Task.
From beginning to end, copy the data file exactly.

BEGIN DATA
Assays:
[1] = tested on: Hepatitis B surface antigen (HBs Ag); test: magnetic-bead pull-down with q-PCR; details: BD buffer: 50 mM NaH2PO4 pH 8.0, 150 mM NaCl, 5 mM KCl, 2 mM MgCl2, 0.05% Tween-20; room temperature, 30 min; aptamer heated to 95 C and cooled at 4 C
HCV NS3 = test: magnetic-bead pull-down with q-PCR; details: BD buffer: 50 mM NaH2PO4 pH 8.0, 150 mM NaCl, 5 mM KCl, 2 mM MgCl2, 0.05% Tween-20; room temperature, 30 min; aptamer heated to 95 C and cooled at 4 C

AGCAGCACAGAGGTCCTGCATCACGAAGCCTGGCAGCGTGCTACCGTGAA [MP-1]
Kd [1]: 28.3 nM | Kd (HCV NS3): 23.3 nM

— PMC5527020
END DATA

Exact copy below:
Assays:
[1] = tested on: Hepatitis B surface antigen (HBs Ag); test: magnetic-bead pull-down with q-PCR; details: BD buffer: 50 mM NaH2PO4 pH 8.0, 150 mM NaCl, 5 mM KCl, 2 mM MgCl2, 0.05% Tween-20; room temperature, 30 min; aptamer heated to 95 C and cooled at 4 C
HCV NS3 = test: magnetic-bead pull-down with q-PCR; details: BD buffer: 50 mM NaH2PO4 pH 8.0, 150 mM NaCl, 5 mM KCl, 2 mM MgCl2, 0.05% Tween-20; room temperature, 30 min; aptamer heated to 95 C and cooled at 4 C

AGCAGCACAGAGGTCCTGCATCACGAAGCCTGGCAGCGTGCTACCGTGAA [MP-1]
Kd [1]: 28.3 nM | Kd (HCV NS3): 23.3 nM

— PMC5527020